Could New Jersey co-workers violate employee privacy?
May 4, 2012
Have you ever had an employer ask personal questions or request personal documents? Many employees have had these types of inquiries and requests made by their employer. This becomes a difficult and uncomfortable situation for the employee. These situations create an uncertain question of how much information can an employer legally request and the potential consequences to employees for noncompliance. Employee privacy is an employee right that often is not understood and under enforced.
New Jersey’s Department of Treasury is currently investigating a claim of employee privacy violations. The allegation comes from the claim that employees looked at their co-worker’s income tax records. The allegation is that employees are essentially spying on their co-workers’ private financial information.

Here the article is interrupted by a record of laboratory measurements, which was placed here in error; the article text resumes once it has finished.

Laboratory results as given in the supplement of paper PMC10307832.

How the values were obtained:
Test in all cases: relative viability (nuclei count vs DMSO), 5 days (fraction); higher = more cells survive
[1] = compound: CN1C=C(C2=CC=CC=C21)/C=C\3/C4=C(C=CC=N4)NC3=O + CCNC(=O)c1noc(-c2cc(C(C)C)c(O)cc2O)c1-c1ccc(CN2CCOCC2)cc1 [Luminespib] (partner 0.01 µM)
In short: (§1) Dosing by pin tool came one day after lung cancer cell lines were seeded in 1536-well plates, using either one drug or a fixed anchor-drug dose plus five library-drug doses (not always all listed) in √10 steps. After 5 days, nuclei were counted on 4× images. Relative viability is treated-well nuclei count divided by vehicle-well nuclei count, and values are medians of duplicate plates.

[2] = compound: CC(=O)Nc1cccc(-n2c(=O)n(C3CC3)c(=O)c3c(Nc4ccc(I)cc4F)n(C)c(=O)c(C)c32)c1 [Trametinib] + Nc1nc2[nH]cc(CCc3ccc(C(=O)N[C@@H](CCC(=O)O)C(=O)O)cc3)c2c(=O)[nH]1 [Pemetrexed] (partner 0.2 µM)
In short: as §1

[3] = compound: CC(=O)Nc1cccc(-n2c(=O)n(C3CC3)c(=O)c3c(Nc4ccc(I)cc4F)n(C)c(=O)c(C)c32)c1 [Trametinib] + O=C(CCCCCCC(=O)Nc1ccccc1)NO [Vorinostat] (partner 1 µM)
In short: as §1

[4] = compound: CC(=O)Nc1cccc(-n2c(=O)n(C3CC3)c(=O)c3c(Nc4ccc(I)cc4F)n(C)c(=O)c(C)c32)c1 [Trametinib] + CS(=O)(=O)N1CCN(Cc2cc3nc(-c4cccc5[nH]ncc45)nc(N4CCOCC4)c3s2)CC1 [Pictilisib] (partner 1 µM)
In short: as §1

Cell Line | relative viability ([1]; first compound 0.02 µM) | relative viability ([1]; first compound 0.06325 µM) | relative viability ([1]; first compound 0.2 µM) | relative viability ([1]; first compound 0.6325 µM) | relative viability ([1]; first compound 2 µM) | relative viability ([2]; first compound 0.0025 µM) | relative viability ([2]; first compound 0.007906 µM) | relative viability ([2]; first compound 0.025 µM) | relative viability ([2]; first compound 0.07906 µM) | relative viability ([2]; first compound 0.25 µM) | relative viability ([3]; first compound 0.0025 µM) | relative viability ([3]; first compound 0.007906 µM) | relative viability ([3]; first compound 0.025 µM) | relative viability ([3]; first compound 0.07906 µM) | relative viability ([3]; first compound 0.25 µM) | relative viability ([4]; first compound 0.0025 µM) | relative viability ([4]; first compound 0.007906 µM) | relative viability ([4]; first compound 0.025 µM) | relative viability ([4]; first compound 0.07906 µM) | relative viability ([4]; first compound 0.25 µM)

The employees were using Department of Treasury database to review other employees’ records. Even though the investigation remains ongoing, four employees have already been fired and one other employee has resigned. The investigation indicates no reports have been made that improper observation of non-employee income tax records has been made.
Spying on employees could be a violation of employee privacy rights. Although privacy rights while at work may be limited in comparison to an expectation of privacy at home or in a public area, employees still have privacy rights while at work. Employee privacy while at work generally depends on the type and purpose of the obtained information. The possible privacy violation that occurred at the Department of Treasury could have implications. The privacy violations could implicate other employees involved in the incidents and the actions or failure to act by the employer.
Source: www.nj.com, “N.J. Dept. of Treasury investigates claim employees spied on co-workers’ tax records,” Jarrett Renshaw, April 23, 2012